, which probably resulted in increased expression of gremlin, as well as decreased BMP-signaling. Previous studies have indicated that the release of active TGF-β by alveolar epithelial cells in vivo
can induce fibrosis (36
). The current studies provided evidence of increased TGF-β signaling, as measured by Smad2 phosphorylation, in epithelial cells of asbestos-exposed mouse lungs. The similar localization pattern of TGF-β activity and gremlin protein in mouse lungs indicates that TGF-β may play a role in regulating gremlin expression and BMP-signaling in vivo
as well. Interestingly, similar alterations in TGF-β/BMP signaling have recently been found in a hyperoxia mouse model of bronchopulmonary dysplasia (37
), a condition in which fibrosis is also a hallmark of the pathology.
The MEK/ERK signaling pathway is involved in mediating some of the profibrotic activities of TGF-β, including induction of CTGF and collagen expression (27
). We observed that blockade of the MEK/ERK cascade by specific MEK inhibitors could prevent asbestos-induced up-regulation of gremlin mRNA in cultured epithelial cells. Asbestos exposure is known to evoke induction of ERK1/2 phosphorylation through the epidermal growth factor receptor (39
), and thus to contribute to the expression of gremlin, as well as other TGF-β–regulated genes. In our cell culture models, asbestos exposure also induced ERK1/2 phosphorylation (data not shown). Gremlin has BMP-independent functions and, interestingly, it was recently suggested that cell surface binding of gremlin can induce ERK activation in endothelial cells (41
). Recent experimental data suggest that part of the profibrotic effects of TGF-β in mesenchymal cells are Smad independent and mediated by the c-Abl tyrosine kinase (42
). We find here that the involvement of the MEK/ERK pathway in BMP antagonist expression represents another mechanism that should be considered, when the inhibition of TGF-β–triggered profibrotic signals are evaluated for the treatment of IPF. In support of this hypothesis, Liu and colleagues (43
) have proposed that cAMP-induced down-regulation of ERK1/2 phosphorylation can reduce the profibrogenic effects of TGF-β in cardiac fibroblasts.
The in vivo
role of reduced BMP signaling in the development of fibrosis was assessed by treatment with BMP-7. We observed that BMP-7 treatment inhibited asbestos-induced fibrotic changes, when the treatment was started 7 days after asbestos exposure. Hydroxyproline levels, which reflect collagen deposition in the lung, were reduced by about 50%. A tendency toward a diminished neutrophilic cellular response was also observed in the BMP-7–treated mouse lungs, implying that inflammatory responses might also be targets of the BMP therapy. These results are in full agreement with the role of BMP-7 in reversing EMT and fibrosis in the models of kidney and liver injury (32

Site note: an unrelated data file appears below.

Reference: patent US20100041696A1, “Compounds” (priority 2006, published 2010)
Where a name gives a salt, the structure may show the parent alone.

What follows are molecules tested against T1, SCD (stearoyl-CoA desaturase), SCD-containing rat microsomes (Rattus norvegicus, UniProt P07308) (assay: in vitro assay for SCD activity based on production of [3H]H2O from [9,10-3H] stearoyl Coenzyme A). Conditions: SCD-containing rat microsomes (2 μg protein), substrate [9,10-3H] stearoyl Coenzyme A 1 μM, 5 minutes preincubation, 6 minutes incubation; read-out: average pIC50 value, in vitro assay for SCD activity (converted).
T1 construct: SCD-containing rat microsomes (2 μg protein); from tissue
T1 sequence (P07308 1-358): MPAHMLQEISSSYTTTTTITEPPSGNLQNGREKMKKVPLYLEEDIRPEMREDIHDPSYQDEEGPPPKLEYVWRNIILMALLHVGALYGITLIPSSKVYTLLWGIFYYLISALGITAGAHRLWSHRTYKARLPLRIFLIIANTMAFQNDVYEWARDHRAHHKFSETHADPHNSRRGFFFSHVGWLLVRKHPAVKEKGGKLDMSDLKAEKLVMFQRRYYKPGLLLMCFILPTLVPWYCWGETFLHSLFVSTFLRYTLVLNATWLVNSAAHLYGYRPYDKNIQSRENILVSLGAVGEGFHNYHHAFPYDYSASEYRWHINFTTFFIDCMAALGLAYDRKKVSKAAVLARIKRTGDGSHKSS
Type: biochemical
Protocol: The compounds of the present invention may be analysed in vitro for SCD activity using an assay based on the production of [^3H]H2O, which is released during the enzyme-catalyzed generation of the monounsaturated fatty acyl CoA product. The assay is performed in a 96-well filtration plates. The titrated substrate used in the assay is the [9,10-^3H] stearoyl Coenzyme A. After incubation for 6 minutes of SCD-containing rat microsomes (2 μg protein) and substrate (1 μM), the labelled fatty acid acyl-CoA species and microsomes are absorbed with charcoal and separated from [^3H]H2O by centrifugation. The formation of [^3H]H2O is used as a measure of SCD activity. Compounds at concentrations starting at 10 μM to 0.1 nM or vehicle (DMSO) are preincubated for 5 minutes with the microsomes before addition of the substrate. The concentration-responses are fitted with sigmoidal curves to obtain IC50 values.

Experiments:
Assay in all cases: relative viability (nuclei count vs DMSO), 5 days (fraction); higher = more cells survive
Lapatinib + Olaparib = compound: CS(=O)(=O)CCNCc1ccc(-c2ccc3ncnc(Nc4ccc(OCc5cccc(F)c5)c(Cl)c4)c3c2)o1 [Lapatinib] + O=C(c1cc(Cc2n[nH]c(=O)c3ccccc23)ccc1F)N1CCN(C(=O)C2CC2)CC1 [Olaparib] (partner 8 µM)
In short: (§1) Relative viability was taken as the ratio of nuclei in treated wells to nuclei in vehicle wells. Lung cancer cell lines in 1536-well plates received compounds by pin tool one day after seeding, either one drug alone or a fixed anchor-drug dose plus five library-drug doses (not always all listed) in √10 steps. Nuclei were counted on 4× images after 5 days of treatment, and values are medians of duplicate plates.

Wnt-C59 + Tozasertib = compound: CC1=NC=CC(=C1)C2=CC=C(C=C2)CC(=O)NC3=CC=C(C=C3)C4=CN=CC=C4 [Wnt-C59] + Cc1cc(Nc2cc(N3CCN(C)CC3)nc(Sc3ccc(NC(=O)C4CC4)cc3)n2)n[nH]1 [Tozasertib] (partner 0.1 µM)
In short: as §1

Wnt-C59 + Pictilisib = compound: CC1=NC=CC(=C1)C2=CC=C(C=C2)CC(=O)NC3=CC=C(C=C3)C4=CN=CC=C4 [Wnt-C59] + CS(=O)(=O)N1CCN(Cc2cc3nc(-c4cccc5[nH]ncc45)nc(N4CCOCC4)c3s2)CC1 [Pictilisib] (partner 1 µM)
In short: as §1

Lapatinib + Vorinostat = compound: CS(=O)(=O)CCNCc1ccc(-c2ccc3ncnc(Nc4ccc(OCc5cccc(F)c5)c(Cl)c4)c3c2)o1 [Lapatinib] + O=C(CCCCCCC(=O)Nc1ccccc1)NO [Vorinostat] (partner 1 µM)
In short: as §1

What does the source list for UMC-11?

A common new mechanism related to fibrotic diseases (i.e., down-regulation of BMP signaling) is emerging from our studies, as well as from work by other groups. Up-regulation of gremlin expression has been reported in fibrotic diseases of the lung, kidney, and liver (7
). Endogenous BMP-7 appears to be involved in the regeneration of normal tissue after kidney injury (32
), and perhaps BMPs have a similar function in the lung. If BMP activity is blocked by overproduction of BMP antagonists, the development of fibrosis is enhanced. In experimental kidney injury models, the lack of BMP inhibitor, uterine sensitization–associated gene-1, or administration of recombinant BMP-7 can rescue the normal architecture of the kidneys (32
). Furthermore, mice lacking the BMP signaling enhancer kielin/chordin-like protein (KCP) are hypersensitive to developing renal interstitial fibrosis (47
). The close reciprocal regulation between TGF-β and BMP signaling pathways is further strengthened by the observation that, in addition to enhancing BMP signaling, KCP can suppress TGF-β signaling (48
). CTGF, which also has a chordin-like domain, has been reported to bind directly to BMP-4 and TGF-β and to regulate their activities in a similar fashion as KCP (49
). The current results indicate that the balance between TGF-β and BMP signaling activities is an important regulator for the development of fibrotic diseases. Novel therapeutic treatment strategies may be aimed at inhibiting TGF-β and/or enhancing BMP signaling activities.